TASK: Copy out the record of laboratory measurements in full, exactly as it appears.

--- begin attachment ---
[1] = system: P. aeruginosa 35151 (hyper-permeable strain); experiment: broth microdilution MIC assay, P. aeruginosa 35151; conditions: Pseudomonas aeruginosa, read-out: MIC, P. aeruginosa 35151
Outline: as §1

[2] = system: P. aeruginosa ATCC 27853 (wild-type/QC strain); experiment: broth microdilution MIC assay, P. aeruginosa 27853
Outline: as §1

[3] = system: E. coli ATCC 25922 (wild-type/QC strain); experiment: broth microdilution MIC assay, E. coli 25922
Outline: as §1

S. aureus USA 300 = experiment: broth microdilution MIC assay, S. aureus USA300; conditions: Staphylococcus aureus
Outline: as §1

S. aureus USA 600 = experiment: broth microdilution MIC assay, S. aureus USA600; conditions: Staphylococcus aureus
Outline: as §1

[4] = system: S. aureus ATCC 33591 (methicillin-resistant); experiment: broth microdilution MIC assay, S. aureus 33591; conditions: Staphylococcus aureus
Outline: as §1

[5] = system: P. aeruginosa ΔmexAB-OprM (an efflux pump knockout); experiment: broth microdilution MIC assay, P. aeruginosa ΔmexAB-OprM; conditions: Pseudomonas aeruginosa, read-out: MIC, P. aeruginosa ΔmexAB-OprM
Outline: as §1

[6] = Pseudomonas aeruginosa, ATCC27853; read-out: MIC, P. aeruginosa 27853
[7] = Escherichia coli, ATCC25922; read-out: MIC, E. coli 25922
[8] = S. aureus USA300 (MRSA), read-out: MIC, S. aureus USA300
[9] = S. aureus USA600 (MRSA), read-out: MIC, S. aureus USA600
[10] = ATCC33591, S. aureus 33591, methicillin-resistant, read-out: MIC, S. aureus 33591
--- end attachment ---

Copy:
[1] = system: P. aeruginosa 35151 (hyper-permeable strain); experiment: broth microdilution MIC assay, P. aeruginosa 35151; conditions: Pseudomonas aeruginosa, read-out: MIC, P. aeruginosa 35151
Outline: as §1

[2] = system: P. aeruginosa ATCC 27853 (wild-type/QC strain); experiment: broth microdilution MIC assay, P. aeruginosa 27853
Outline: as §1

[3] = system: E. coli ATCC 25922 (wild-type/QC strain); experiment: broth microdilution MIC assay, E. coli 25922
Outline: as §1

S. aureus USA 300 = experiment: broth microdilution MIC assay, S. aureus USA300; conditions: Staphylococcus aureus
Outline: as §1

S. aureus USA 600 = experiment: broth microdilution MIC assay, S. aureus USA600; conditions: Staphylococcus aureus
Outline: as §1

[4] = system: S. aureus ATCC 33591 (methicillin-resistant); experiment: broth microdilution MIC assay, S. aureus 33591; conditions: Staphylococcus aureus
Outline: as §1

[5] = system: P. aeruginosa ΔmexAB-OprM (an efflux pump knockout); experiment: broth microdilution MIC assay, P. aeruginosa ΔmexAB-OprM; conditions: Pseudomonas aeruginosa, read-out: MIC, P. aeruginosa ΔmexAB-OprM
Outline: as §1

[6] = Pseudomonas aeruginosa, ATCC27853; read-out: MIC, P. aeruginosa 27853
[7] = Escherichia coli, ATCC25922; read-out: MIC, E. coli 25922
[8] = S. aureus USA300 (MRSA), read-out: MIC, S. aureus USA300
[9] = S. aureus USA600 (MRSA), read-out: MIC, S. aureus USA600
[10] = ATCC33591, S. aureus 33591, methicillin-resistant, read-out: MIC, S. aureus 33591